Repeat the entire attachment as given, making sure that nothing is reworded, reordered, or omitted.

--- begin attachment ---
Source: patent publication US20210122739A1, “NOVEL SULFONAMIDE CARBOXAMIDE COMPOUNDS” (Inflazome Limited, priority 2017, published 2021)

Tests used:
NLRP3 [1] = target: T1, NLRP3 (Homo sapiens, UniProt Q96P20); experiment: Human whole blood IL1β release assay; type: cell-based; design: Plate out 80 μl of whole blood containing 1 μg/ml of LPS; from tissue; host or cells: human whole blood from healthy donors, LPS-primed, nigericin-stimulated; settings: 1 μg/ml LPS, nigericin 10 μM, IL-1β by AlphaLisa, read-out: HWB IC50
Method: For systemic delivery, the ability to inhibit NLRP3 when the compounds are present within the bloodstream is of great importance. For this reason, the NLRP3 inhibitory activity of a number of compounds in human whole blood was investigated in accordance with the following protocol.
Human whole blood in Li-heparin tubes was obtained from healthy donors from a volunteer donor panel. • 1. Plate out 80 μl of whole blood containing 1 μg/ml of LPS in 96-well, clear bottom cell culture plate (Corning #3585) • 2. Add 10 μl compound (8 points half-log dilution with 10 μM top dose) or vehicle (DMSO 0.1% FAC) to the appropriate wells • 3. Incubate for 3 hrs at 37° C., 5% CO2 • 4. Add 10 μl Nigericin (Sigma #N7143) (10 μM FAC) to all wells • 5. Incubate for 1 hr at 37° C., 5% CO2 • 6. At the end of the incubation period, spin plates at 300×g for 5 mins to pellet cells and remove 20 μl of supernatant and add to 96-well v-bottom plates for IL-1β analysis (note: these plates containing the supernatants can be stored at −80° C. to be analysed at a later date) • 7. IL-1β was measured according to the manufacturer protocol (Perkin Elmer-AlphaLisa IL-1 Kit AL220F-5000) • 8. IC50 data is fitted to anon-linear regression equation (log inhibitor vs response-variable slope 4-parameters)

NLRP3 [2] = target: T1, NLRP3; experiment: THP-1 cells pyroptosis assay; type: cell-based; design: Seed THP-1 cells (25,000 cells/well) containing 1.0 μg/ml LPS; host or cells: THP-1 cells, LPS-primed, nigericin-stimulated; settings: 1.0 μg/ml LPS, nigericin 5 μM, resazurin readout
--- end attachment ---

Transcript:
Source: patent publication US20210122739A1, “NOVEL SULFONAMIDE CARBOXAMIDE COMPOUNDS” (Inflazome Limited, priority 2017, published 2021)

Tests used:
NLRP3 [1] = target: T1, NLRP3 (Homo sapiens, UniProt Q96P20); experiment: Human whole blood IL1β release assay; type: cell-based; design: Plate out 80 μl of whole blood containing 1 μg/ml of LPS; from tissue; host or cells: human whole blood from healthy donors, LPS-primed, nigericin-stimulated; settings: 1 μg/ml LPS, nigericin 10 μM, IL-1β by AlphaLisa, read-out: HWB IC50
Method: For systemic delivery, the ability to inhibit NLRP3 when the compounds are present within the bloodstream is of great importance. For this reason, the NLRP3 inhibitory activity of a number of compounds in human whole blood was investigated in accordance with the following protocol.
Human whole blood in Li-heparin tubes was obtained from healthy donors from a volunteer donor panel. • 1. Plate out 80 μl of whole blood containing 1 μg/ml of LPS in 96-well, clear bottom cell culture plate (Corning #3585) • 2. Add 10 μl compound (8 points half-log dilution with 10 μM top dose) or vehicle (DMSO 0.1% FAC) to the appropriate wells • 3. Incubate for 3 hrs at 37° C., 5% CO2 • 4. Add 10 μl Nigericin (Sigma #N7143) (10 μM FAC) to all wells • 5. Incubate for 1 hr at 37° C., 5% CO2 • 6. At the end of the incubation period, spin plates at 300×g for 5 mins to pellet cells and remove 20 μl of supernatant and add to 96-well v-bottom plates for IL-1β analysis (note: these plates containing the supernatants can be stored at −80° C. to be analysed at a later date) • 7. IL-1β was measured according to the manufacturer protocol (Perkin Elmer-AlphaLisa IL-1 Kit AL220F-5000) • 8. IC50 data is fitted to anon-linear regression equation (log inhibitor vs response-variable slope 4-parameters)

NLRP3 [2] = target: T1, NLRP3; experiment: THP-1 cells pyroptosis assay; type: cell-based; design: Seed THP-1 cells (25,000 cells/well) containing 1.0 μg/ml LPS; host or cells: THP-1 cells, LPS-primed, nigericin-stimulated; settings: 1.0 μg/ml LPS, nigericin 5 μM, resazurin readout